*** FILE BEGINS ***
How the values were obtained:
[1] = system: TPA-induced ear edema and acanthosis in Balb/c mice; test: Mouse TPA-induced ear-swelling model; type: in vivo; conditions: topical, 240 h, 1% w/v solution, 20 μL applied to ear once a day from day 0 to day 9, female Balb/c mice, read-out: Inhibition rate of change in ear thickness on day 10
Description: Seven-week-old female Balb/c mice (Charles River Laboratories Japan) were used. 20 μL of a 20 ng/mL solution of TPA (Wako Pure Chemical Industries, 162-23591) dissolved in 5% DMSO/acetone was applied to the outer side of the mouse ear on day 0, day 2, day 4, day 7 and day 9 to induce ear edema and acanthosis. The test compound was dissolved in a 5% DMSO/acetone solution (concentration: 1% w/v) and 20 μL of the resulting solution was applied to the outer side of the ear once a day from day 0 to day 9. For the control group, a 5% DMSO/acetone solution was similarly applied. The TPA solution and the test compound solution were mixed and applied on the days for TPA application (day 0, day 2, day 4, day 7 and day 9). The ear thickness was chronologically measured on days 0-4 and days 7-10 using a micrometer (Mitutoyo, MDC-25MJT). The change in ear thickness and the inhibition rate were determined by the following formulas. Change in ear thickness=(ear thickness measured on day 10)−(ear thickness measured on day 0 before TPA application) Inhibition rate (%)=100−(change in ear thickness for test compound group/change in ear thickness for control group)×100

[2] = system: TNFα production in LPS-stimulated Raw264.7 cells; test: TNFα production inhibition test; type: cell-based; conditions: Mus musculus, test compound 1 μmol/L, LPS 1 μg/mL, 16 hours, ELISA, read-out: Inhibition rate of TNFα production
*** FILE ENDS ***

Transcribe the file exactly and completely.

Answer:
How the values were obtained:
[1] = system: TPA-induced ear edema and acanthosis in Balb/c mice; test: Mouse TPA-induced ear-swelling model; type: in vivo; conditions: topical, 240 h, 1% w/v solution, 20 μL applied to ear once a day from day 0 to day 9, female Balb/c mice, read-out: Inhibition rate of change in ear thickness on day 10
Description: Seven-week-old female Balb/c mice (Charles River Laboratories Japan) were used. 20 μL of a 20 ng/mL solution of TPA (Wako Pure Chemical Industries, 162-23591) dissolved in 5% DMSO/acetone was applied to the outer side of the mouse ear on day 0, day 2, day 4, day 7 and day 9 to induce ear edema and acanthosis. The test compound was dissolved in a 5% DMSO/acetone solution (concentration: 1% w/v) and 20 μL of the resulting solution was applied to the outer side of the ear once a day from day 0 to day 9. For the control group, a 5% DMSO/acetone solution was similarly applied. The TPA solution and the test compound solution were mixed and applied on the days for TPA application (day 0, day 2, day 4, day 7 and day 9). The ear thickness was chronologically measured on days 0-4 and days 7-10 using a micrometer (Mitutoyo, MDC-25MJT). The change in ear thickness and the inhibition rate were determined by the following formulas. Change in ear thickness=(ear thickness measured on day 10)−(ear thickness measured on day 0 before TPA application) Inhibition rate (%)=100−(change in ear thickness for test compound group/change in ear thickness for control group)×100

[2] = system: TNFα production in LPS-stimulated Raw264.7 cells; test: TNFα production inhibition test; type: cell-based; conditions: Mus musculus, test compound 1 μmol/L, LPS 1 μg/mL, 16 hours, ELISA, read-out: Inhibition rate of TNFα production